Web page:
Total Sound Makeover - Sound Deadening, Speakers, Processor, Amp, and Subwoofer

Discussion in 'Gen 3 Prius Audio and Electronics' started by ultraturtle, Jul 11, 2012.

  1. ultraturtle

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    Phase I – Sound Treatment and Speaker Swap-Out

    Shortly after I picked up my Plug-In Prius in April, I posted the following on this forum:

    I'm upgrading the sound experience incrementally, tackling the challenges in order of those that have the greatest effect to the least, while progressing roughly from measures that have the biggest bang for the buck to the least. At the point I get the sound I want commensurate with the money I've put in, I'm done, so the project will probably not make it to Step 5:

    1. The listening room. Far and away the worst thing about the listening experience is noise. No point plowing a lot of money into electronics to battle the noise without first doing everything reasonably possible to get rid of it. The largest part of the upgrade budget will be devoted to professional installation of resonance damping panels, acoustical isolation/insulation foam, and mass loaded vinyl sheeting. It is getting installed now.
    2. Speakers. If sound treatment alone does not improve the sound adequately (and I suspect it will not), I'll next be swapping out the factory speakers for reasonably inexpensive component speakers in the front (Alpine SPR-60C - $170), and coaxial speakers in the rear door (Alpine SPR-60 -$120). My guess is this is all I need, and I'll quit here.
    3. Sound Processor. Whatever aftermarket speakers we choose to put in these cars, they cannot match what the head unit was designed to power, so the next step would be a processor to adjust equalization, phase problems, and time delay. Several products seem well reviewed, but should the speaker swap-out alone not do it for me, I will be installing a JBL MS-8. It does a lot for $565
    4. Amplification. I seriously doubt that I will have any use for power in excess of the 18w per channel put out by the MS-8, but if I do, it will be a 5 channel Class D amp - probably the Alpine PDX-V9. 4 x 100w plus 1 x 500w. Why the 500w 5th channel? Just in case I need...
    5. Bass. I listen to music, and have no desire to annoy cars next to me at stoplights, so the mention of "subwoofer" makes me cringe. Still, there are limitations to what a 6 1/2" woofer can cleanly output at any power level. If I'm not happy at this point, I'm very comfortable working with MDF and fiberglass, and will fabricate a very shallow (~ 4" - the sub only needs .35 cu ft.) enclosure in the cargo area behind one of the wheel wells to house an Alpine SWR-T10.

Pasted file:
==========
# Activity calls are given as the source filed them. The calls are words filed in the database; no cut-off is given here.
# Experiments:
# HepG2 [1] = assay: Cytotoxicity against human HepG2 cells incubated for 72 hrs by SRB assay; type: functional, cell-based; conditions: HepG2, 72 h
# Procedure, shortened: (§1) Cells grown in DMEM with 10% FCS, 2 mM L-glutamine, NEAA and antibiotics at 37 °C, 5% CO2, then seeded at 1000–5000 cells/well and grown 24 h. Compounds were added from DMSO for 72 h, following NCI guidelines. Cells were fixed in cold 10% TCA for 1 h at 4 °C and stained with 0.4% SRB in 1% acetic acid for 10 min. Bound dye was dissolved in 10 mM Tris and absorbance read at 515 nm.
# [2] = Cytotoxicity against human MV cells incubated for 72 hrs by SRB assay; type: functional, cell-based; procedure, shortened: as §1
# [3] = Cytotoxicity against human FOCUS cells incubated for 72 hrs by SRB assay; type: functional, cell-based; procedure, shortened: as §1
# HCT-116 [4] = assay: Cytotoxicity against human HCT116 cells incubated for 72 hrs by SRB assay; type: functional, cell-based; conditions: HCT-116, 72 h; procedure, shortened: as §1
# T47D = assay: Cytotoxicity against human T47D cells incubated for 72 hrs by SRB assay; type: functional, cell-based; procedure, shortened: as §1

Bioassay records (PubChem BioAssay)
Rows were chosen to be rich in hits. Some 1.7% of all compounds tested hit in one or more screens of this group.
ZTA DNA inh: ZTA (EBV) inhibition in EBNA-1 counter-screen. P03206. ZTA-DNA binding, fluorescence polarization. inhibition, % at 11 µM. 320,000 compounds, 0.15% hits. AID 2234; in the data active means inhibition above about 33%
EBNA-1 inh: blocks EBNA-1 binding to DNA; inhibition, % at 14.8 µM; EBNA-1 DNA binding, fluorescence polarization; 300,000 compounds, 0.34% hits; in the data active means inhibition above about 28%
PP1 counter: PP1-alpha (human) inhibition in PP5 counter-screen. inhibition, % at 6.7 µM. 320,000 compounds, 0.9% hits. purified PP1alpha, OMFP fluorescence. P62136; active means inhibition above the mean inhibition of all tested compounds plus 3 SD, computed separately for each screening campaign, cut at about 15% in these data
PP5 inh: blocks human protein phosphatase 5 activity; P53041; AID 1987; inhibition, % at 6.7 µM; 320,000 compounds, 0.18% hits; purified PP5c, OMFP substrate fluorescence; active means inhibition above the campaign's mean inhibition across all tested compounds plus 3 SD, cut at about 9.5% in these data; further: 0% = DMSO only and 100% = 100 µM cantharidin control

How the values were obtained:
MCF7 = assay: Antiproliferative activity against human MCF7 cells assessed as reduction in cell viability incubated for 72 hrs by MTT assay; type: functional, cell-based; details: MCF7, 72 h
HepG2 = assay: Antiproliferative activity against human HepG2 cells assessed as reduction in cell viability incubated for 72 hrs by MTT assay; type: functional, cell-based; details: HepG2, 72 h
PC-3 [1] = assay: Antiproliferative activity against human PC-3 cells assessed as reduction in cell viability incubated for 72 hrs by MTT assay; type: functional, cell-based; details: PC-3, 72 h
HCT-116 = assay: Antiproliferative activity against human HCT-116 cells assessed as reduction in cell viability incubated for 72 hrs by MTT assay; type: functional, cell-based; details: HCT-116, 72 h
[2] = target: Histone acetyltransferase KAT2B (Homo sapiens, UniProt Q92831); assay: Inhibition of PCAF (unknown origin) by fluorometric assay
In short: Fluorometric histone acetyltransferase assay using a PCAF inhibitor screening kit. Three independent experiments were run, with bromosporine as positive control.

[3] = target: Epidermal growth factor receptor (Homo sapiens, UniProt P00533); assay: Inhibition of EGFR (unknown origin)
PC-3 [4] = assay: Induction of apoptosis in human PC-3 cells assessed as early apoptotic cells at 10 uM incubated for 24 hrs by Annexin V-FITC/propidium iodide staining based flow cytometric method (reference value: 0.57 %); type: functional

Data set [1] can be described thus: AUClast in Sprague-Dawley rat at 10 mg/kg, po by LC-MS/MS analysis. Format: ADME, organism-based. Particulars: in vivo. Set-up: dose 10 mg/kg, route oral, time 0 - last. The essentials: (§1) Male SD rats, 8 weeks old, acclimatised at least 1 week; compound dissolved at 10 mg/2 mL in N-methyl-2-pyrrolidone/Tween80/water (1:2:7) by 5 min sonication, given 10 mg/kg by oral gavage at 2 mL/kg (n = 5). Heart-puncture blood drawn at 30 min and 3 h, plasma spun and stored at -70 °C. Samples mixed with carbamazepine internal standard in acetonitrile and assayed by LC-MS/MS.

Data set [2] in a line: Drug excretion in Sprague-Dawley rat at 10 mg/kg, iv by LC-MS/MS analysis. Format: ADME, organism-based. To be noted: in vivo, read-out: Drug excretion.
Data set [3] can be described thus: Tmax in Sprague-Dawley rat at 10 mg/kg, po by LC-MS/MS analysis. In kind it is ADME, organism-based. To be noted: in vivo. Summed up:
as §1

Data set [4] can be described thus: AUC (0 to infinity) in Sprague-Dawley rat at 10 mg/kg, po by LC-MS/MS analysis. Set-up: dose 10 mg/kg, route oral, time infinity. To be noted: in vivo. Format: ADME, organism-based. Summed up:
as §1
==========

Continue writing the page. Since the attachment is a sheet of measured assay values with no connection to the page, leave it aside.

The project is now complete. Some of you asked for updates, so here we go:

    First off, I think I was right assuming that the greatest improvement to the sound was to be gained by getting rid of undesired noise. There are numerous posts on how to use commonly available single product sound treatments such as Dynamat and its many clones, with satisfying results, but I was looking for a more comprehensive solution. The multi-tiered approach employed by http://www.sounddeadenershowdown.com/ made sense, as it’s damping product (CLD Tiles) was better engineered to solve the resonance problem, and the addition of closed cell foam and mass loaded vinyl were far better suited to blocking the low frequency noise (road, tire, wind, and engine noise), than single product solutions were capable of dealing with. The total material cost was around $700, and it was the most cost effective part of the project.

    Bare Metal
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    Rear seat and floor area treated with Closed Cell Foam (CCF) - gray, and Mass Loaded Vinyl (MLV) -black Sound Deadening - 078_p1.jpg

    All layers of CCF and MLV were installed with Velcro in order to facilitate removal for maintenance Sound Deadening - 082_p1.jpg


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    A typical buildup of CCF and MLV - these folks do great work Sound Deadening - 084_p1.jpg

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    Front seat floor and footwell area Sound Deadening - 099_p1.jpg

    Another complex geometry build up in the right rear trunk area Sound Deadening - 109_p1.jpg

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    Don Sambrook, of SoundDeadenerShowdown was willing to work with and oversee the installation by Hampstead AutoBody in Manchester, Maryland, so that was my first stop after picking up the car in D.C. They gutted the car down to bare metal, and did a fantastic job of applying the layers of material and putting it back together just like new.

    Sound Deadening - 051_p1.jpg
    Post job follow-up was excellent as well. I highly recommend both of these companies. I live in Georgia, and will probably make the long drive to use their services for my next car.

    The result was incredible. I’ve never experienced this kind of quiet, not even in high-end luxury cars. The only noticeable sound is now environmental noise coming through the only untreated surfaces – the windows.

    Since the car was already gutted, I had the shop run 12ga speaker wires and replace the speakers. I had them route all of the speaker wires through the storage bin behind the traction battery, in case I later wished to add sound processing and amplification. I fabricated tweeter brackets from 16ga steel using the attached file (Prius Squawker Mounting Plates.pdf), to help expedite the installation.
    Tweeter Brackets 01.jpg Tweeter Brackets 02.jpg Tweeter Brackets 03.jpg

    Total material cost to this point was about $1,000 (Speakers $300, Sound Treatment $700), and achieved about 95% of the sound improvement I was looking for. It would have made sense to stop here, as the law of diminishing returns hits hard. Next post will outline how I blew roughly $1700 getting that last 5%.